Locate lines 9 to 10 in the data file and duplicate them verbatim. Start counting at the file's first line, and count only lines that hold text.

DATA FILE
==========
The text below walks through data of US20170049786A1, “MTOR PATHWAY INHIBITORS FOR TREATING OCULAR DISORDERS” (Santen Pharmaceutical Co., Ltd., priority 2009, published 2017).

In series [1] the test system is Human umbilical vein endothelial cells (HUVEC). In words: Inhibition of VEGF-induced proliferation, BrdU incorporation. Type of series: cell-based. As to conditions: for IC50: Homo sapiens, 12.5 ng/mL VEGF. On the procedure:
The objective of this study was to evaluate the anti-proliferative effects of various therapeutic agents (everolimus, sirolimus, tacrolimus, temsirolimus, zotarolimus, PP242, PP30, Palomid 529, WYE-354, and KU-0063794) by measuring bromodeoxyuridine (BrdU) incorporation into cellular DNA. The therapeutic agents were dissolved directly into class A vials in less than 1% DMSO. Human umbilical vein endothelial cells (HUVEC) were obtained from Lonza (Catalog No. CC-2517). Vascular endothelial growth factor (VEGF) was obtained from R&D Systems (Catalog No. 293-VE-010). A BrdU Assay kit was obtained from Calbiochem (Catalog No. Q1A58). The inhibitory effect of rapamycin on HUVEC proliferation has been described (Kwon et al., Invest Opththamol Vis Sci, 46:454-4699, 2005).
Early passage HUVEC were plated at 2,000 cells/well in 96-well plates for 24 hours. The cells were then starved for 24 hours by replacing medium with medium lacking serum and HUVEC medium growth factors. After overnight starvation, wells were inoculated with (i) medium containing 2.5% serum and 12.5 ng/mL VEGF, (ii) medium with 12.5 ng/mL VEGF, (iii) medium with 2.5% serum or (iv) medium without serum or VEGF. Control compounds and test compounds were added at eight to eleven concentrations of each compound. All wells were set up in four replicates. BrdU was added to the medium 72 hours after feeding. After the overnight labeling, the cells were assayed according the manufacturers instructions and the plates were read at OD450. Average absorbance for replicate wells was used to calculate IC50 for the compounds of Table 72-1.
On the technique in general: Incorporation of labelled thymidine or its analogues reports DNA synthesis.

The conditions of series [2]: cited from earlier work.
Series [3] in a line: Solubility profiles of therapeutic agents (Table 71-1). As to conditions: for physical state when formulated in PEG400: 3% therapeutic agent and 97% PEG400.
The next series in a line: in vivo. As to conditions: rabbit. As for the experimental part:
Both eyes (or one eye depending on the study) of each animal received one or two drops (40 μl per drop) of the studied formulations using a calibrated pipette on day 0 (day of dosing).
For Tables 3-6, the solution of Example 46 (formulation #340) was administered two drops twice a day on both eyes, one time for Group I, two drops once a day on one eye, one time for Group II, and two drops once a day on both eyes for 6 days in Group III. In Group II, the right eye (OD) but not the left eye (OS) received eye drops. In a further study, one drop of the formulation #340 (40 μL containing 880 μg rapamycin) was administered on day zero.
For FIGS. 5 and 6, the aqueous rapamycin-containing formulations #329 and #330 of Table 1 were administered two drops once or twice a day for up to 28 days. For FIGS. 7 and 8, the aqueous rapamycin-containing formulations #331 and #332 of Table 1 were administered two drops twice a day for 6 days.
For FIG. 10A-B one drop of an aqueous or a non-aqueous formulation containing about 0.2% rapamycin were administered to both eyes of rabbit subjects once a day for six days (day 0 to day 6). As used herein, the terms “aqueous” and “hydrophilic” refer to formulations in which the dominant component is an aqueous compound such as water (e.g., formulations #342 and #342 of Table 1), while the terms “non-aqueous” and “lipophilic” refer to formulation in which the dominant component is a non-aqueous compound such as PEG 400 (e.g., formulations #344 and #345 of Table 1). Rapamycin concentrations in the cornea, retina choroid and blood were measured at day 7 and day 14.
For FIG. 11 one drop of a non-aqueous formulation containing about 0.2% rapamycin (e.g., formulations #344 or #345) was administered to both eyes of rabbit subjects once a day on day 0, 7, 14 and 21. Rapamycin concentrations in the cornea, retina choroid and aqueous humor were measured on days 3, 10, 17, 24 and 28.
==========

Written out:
Both eyes (or one eye depending on the study) of each animal received one or two drops (40 μl per drop) of the studied formulations using a calibrated pipette on day 0 (day of dosing).
For Tables 3-6, the solution of Example 46 (formulation #340) was administered two drops twice a day on both eyes, one time for Group I, two drops once a day on one eye, one time for Group II, and two drops once a day on both eyes for 6 days in Group III. In Group II, the right eye (OD) but not the left eye (OS) received eye drops. In a further study, one drop of the formulation #340 (40 μL containing 880 μg rapamycin) was administered on day zero.